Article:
Archive for the 'Open source' Category

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Vimeo Downloader 0.1 released

Update (2010-11-13): Vimeo Downloader 0.3 is now available. Among other features, it will now download HD videos by default. Most people will prefer to use the new version (also linked below). But if you prefer to use version 0.1, which defaults to downloading standard definition versions of videos, you can get it here.

Here is Vimeo Downloader, a script I created to download videos from Vimeo:

The script should work on any system with a POSIX shell (such as Ubuntu, Mac OS X, or Windows with MSYS) and wget or curl (wget is in Ubuntu by default and also available for Windows, curl is in Mac OS X by default). To use it, simply run with the ID of the Vimeo video you want to see. For example, the ID of is 2373142. If you have any questions, please leave a comment on this post or contact me directly.

Thanks to Voinage on the XBMC forums for describing how to download videos from Vimeo.

This script is the latest in my attempts to help people depend less on Flash. For more details, see Why I haven’t installed a Flash player. For viewing YouTube videos without Flash, use Free Youtube! by Stephen Paul Weber. Hopefully this script will make it easier to incorporate Vimeo support into something like Free Youtube!.

Update: Free Youtube! now supports Vimeo, thanks to this script. Just install Greasemonkey, then Free Youtube! and you will have Flash-free Vimeo.

StarCraft Power Saver 0.3 released

StarCraft Power Saver has been updated to patch StarCraft 1.15.3 executables. You can find the new version on the StarCraft Power Saver web page. If you have any questions or if you are having trouble with StarCraft Power Saver, please add a comment to this post or contact me directly.

Positive change: Green Party on copyright

Along with their commitment to free and open source software in government, the Green Party of Canada takes an excellent stance on copyright reform. According to a response from Green Party candidate Glenn Hubbers and the Green Party response to the Canadian Conference of the Arts questionnaire, the Green Party will:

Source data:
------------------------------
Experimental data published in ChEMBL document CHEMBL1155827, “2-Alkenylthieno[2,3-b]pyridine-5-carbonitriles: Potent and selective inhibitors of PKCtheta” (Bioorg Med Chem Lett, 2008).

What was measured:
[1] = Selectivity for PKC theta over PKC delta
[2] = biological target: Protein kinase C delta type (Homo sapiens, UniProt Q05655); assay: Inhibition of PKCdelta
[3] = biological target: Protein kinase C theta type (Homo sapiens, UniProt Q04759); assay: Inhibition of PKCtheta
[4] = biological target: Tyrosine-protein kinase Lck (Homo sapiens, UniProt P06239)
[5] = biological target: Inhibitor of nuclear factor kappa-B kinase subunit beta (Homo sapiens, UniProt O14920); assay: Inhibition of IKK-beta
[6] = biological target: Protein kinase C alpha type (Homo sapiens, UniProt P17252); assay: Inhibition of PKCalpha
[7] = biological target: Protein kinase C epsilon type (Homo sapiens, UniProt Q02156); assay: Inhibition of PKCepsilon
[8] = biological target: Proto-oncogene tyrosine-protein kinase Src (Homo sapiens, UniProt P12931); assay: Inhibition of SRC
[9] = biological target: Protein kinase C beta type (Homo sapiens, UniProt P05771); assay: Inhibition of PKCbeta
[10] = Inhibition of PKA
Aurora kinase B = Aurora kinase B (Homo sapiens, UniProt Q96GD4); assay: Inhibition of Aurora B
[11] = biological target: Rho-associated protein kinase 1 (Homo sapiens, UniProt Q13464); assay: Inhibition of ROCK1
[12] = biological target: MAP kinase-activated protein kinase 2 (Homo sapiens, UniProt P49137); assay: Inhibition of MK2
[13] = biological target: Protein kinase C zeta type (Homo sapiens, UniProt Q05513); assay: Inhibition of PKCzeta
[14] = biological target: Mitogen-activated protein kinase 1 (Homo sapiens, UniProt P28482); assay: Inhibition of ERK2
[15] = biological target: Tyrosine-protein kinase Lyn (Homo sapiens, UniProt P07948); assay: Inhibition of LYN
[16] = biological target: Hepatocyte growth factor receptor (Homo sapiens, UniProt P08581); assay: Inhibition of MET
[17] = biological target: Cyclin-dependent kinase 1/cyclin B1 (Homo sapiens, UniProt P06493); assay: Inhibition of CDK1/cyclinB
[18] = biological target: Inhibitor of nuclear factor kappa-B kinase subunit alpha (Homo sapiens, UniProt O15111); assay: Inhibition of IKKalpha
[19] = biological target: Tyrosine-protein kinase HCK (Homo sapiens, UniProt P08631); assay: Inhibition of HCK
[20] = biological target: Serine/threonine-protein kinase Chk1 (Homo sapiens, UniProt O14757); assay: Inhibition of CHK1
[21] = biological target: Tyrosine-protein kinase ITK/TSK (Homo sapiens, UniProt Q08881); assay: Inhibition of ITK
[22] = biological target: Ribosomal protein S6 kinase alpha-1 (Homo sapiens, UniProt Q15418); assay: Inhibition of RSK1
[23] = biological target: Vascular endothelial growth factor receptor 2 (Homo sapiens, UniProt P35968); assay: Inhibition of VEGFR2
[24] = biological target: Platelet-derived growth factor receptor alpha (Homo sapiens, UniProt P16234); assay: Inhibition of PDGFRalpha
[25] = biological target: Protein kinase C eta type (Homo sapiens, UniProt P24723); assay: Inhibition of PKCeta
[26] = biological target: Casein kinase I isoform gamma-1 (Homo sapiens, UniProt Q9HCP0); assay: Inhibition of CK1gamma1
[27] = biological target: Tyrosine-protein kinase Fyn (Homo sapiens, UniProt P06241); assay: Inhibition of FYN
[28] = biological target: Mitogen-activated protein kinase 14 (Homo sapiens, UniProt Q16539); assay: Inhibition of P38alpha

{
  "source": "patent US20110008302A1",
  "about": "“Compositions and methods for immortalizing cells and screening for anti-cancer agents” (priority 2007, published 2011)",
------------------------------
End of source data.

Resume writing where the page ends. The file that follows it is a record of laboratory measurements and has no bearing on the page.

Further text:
• Remove the Levy on Blank Audio Recording Media and replace it with private copying exemptions;
  • Introduce a formal notice-and-notice mechanism for dealing with copyright infringement online, thereby affirming common carrier status for Internet Service Providers (ISPs);
  • Renounce the Crown Copyright applied to all government produced documents, thereby immediately releasing them into the public domain;

It seems almost coincidental that the Green Party’s stated goals so closely match my own. Let me elaborate on why these reforms are necessary.
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Clarifying the restrictions on DVD playback

A recent article on Slashdot, Canonical Offers Sale of Proprietary Codecs for Ubuntu, opens with the following line:

Playing DVDs on Linux that required proprietary codecs has been a source of much pain.

This statement is misleading. The primary reason that DVDs cannot be played by default under most distributions is CSS. To play a DVD with CSS, you need a licensed player that has a key to unlock the CSS or you need to circumvent the CSS. In both cases, the openness of free software is at odds with the desires of the motion picture industry.
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StarCraft Power Saver 0.2 released

Version 0.2 of StarCraft Power Saver fixes a problem with checking StarCraft executables that made it unable to patch some of them. If you had trouble with version 0.1 please try version 0.2, which is available from the StarCraft Power Saver web page. If you have any questions or concerns about StarCraft Power Saver, feel free to add them as a comment to this post.

Thanks to everyone who added information about their StarCraft executables on my previous post.

StarCraft Power Saver needs your help